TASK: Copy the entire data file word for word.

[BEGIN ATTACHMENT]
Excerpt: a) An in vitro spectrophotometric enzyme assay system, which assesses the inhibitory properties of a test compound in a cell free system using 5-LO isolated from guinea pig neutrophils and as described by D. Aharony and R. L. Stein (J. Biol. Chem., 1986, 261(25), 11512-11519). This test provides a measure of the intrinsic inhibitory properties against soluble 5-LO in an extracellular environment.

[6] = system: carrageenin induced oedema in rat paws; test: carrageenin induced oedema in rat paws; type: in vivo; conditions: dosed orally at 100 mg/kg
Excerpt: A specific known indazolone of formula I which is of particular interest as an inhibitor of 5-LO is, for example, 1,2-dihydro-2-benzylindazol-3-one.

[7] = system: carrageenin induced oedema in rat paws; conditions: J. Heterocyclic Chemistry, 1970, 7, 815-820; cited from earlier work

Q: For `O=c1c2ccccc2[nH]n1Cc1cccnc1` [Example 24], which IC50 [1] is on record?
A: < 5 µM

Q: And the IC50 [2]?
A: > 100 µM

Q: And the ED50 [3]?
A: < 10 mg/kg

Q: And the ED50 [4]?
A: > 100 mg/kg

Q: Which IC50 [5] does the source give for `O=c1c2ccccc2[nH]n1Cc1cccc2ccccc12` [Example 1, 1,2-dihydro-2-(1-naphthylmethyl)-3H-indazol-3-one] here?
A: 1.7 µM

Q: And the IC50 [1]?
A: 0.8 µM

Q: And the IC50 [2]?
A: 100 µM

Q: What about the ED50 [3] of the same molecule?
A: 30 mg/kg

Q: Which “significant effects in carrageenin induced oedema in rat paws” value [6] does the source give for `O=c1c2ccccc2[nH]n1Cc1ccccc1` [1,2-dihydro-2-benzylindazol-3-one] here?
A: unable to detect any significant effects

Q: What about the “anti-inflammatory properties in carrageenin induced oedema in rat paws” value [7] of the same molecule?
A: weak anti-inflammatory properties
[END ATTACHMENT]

Excerpt: a) An in vitro spectrophotometric enzyme assay system, which assesses the inhibitory properties of a test compound in a cell free system using 5-LO isolated from guinea pig neutrophils and as described by D. Aharony and R. L. Stein (J. Biol. Chem., 1986, 261(25), 11512-11519). This test provides a measure of the intrinsic inhibitory properties against soluble 5-LO in an extracellular environment.

[6] = system: carrageenin induced oedema in rat paws; test: carrageenin induced oedema in rat paws; type: in vivo; conditions: dosed orally at 100 mg/kg
Excerpt: A specific known indazolone of formula I which is of particular interest as an inhibitor of 5-LO is, for example, 1,2-dihydro-2-benzylindazol-3-one.

[7] = system: carrageenin induced oedema in rat paws; conditions: J. Heterocyclic Chemistry, 1970, 7, 815-820; cited from earlier work

Q: For `O=c1c2ccccc2[nH]n1Cc1cccnc1` [Example 24], which IC50 [1] is on record?
A: < 5 µM

Q: And the IC50 [2]?
A: > 100 µM

Q: And the ED50 [3]?
A: < 10 mg/kg

Q: And the ED50 [4]?
A: > 100 mg/kg

Q: Which IC50 [5] does the source give for `O=c1c2ccccc2[nH]n1Cc1cccc2ccccc12` [Example 1, 1,2-dihydro-2-(1-naphthylmethyl)-3H-indazol-3-one] here?
A: 1.7 µM

Q: And the IC50 [1]?
A: 0.8 µM

Q: And the IC50 [2]?
A: 100 µM

Q: What about the ED50 [3] of the same molecule?
A: 30 mg/kg

Q: Which “significant effects in carrageenin induced oedema in rat paws” value [6] does the source give for `O=c1c2ccccc2[nH]n1Cc1ccccc1` [1,2-dihydro-2-benzylindazol-3-one] here?
A: unable to detect any significant effects

Q: What about the “anti-inflammatory properties in carrageenin induced oedema in rat paws” value [7] of the same molecule?
A: weak anti-inflammatory properties